“The Volvo workers voted ‘no’ and the UAW is doing the company’s dirty work. Workers are becoming aware of this. The Volvo Workers Rank-and-File Committee has given workers something to look forward too. It has strengthened them. We have to make these committees the norm and popularize them in every factory. We have to make ourselves the power and not live under the foot of these two entities—the companies and the UAW.

“There are growing numbers of people who understand the seriousness of what is happening with the Volvo workers. Others are like ‘out of sight, out of mind.’ There was a different culture years ago, when workers would not put up with things. But now there are more militant and thoughtful workers speaking up in the plants and others are stopping and listening. They know they are not just bellyaching but telling the truth.

“If the UAW and Volvo can do that in Virginia, they can do it to us too. Imposing a contract that workers just rejected is like a slap in the face. It’s like the Electoral College or Trump overturning an election. It’s crazy to say, but it’s like a dictatorship and clearly that’s what the government wants it to be. No one will have a say over their own conditions. It’s ‘do your job or we’ll put you on skid row. You shut up and fall in line, or else.’

“The Volvo strike is a pivotal point for all workers. All autoworkers should be on strike to support them. That would be a clear, concise statement to all the corporations and the UAW. That would be a response that they didn’t see and would not be prepared for. All autoworkers should drop our tools and walk back from the line like we did during the wildcat strikes over COVID. We produce everything and should hold the means of production hostage. That would be a huge blow to the corporations and Volvo would be ready to give workers a good contract.

“All over, workers are being exploited. At Frito-Lay, they’re working back-to-back 12-hour ‘suicide shifts.’ No wonder some workers are dying from overdoses or piling up in traffic. They’re tired and stress out. And when you’re like that you start to think about all the other things you’re sick and tired about, and it starts to snowball. People are refusing to be overworked and they are doing little personal strikes. But we have to act collectively and for that we need a leadership and a strategy.

“When the Belgian workers learned about the Volvo strike in the US, it didn’t take them long to put their knowledge into action,” he said, referring to the wildcat strike that workers at the Volvo Cars plant in Ghent, Belgium last week, in opposition to the union-management deal to increase the workweek.

A veteran Ford Chicago Assembly worker told the World Socialist Web Site that he had been following the Volvo strike on the WSWS, having not heard anything about it from the UAW. He said, “I’ve been looking to see what similarities there were between Volvo’s contracts and the Big Three’s, since it may be foretelling of what the UAW is thinking of doing with us.”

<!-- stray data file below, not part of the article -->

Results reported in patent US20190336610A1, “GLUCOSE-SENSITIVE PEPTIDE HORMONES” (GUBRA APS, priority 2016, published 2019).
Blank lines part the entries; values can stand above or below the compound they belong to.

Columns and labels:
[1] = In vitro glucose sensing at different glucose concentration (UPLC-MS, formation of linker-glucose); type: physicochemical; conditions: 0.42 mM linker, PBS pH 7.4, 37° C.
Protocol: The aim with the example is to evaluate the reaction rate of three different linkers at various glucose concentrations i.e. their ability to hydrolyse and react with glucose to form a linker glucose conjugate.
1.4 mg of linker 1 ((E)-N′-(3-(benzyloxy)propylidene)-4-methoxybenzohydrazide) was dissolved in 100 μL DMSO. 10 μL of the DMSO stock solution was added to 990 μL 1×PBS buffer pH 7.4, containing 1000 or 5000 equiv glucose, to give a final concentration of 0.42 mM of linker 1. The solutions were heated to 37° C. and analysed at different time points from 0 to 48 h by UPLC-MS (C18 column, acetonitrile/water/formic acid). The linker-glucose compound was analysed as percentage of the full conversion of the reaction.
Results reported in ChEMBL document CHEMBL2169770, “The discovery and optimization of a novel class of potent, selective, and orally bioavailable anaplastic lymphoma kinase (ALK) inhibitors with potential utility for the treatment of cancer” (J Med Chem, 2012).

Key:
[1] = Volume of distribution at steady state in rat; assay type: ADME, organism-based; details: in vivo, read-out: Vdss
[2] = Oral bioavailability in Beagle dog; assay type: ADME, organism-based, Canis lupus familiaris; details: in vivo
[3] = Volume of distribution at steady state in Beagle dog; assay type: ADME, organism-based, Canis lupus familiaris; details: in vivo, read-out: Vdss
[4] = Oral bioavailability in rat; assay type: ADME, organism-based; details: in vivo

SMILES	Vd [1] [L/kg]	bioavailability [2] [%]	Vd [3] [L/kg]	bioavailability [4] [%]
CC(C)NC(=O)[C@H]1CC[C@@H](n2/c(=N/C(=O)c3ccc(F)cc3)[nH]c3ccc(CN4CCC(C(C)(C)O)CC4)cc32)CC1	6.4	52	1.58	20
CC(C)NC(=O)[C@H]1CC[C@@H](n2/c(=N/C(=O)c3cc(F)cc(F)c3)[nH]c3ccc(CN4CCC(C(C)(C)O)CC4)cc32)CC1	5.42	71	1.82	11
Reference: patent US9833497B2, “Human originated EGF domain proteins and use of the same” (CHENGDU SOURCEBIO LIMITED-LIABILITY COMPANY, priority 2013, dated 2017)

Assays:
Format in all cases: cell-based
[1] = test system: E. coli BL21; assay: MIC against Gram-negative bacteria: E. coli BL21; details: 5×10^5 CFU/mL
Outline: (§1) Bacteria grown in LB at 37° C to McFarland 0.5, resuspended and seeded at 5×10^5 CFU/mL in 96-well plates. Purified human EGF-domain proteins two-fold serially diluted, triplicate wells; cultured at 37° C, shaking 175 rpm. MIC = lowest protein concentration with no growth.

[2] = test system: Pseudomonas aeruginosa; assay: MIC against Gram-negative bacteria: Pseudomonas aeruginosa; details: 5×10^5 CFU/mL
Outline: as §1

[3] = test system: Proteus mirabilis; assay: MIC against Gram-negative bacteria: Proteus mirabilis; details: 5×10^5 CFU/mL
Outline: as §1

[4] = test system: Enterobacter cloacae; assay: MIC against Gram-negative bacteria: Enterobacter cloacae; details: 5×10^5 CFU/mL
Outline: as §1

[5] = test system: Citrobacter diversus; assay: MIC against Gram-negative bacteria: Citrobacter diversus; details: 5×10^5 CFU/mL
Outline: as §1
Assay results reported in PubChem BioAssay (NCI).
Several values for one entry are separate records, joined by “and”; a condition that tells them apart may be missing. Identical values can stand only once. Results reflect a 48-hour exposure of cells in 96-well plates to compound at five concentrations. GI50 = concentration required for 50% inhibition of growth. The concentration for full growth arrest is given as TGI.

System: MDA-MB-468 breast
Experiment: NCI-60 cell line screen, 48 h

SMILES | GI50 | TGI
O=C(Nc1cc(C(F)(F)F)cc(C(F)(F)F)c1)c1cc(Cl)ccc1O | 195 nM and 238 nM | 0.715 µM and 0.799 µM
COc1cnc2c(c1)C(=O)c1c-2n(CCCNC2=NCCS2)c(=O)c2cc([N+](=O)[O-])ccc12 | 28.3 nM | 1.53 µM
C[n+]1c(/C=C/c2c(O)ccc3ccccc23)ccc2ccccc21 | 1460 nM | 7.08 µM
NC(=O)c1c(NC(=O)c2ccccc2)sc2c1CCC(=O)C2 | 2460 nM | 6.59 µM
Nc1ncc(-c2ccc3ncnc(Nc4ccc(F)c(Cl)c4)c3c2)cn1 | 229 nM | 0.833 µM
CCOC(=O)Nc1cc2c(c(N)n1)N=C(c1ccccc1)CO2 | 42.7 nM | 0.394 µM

Describing the UAW’s well-worn practice of concealing concessions from workers prior to contract votes, he continued, “What the UAW says they’re getting are just the highlights, there’s never that other part, what we’re giving up. That’s the important thing of all of this.

“They played a really good card with all the temps here at Ford in 2019, telling them they’d be in progression in four years, all these things. Now that we’re going through all these production halts, all of this is affecting them, not to mention that they’re not getting any SUB pay. There’s no certainty for them.

“I’ve seen a lot of new faces when I go back to work. I am positive I’m going to see a lot more new faces this time around, when we go back in August. They’re having a hard, hard time keeping people.”

Describing the decreasing ability of the UAW to suppress opposition and block a socialist perspective via red-baiting and fomenting of anticommunist sentiments, he continued, “For some reason the UAW thinks we’re still living in that era when we buy their newspapers on Sunday and are interested in what they have to say. That’s not the case anymore.

“I don’t know anybody at this point in time who would walk away if something or someone had socialism in the name, especially if it benefits them. It’s like workers are saying now, ‘It says socialist, but these people are saying we should vote down the contract because the wages aren’t good, it’s got concessions, that we should be fighting for more.’ Doesn’t seem so bad.

“It certainly is a different time. I don’t think workers are going to go against their own well-being. I think the government and large corporations counted on that before, and the UAW and the company counted on tiring and stressing people out. I don’t think that’s going to fly nowadays. This pandemic has made people aware there’s a life beyond the four walls and their work.”

Addressing himself to Volvo workers, he said, “Companies look after their own interests, why shouldn’t we? It’s a very logical thing, they’re going to fight for their interests, and we have to fight for our own.

“The one point I would really like to emphasize to workers at Volvo is don’t trust the UAW on anything. You know what you’re capable of. Workers know their worth, so fight for it.

“The company is always going to say they’re on hard times. We saw it with Ford when they were crying about it in our last contracts. None of the executives and people at the top are losing their homes, none of them are starving, none of them have to make ends meet, like the workers do. Fight for what you rightfully deserve.”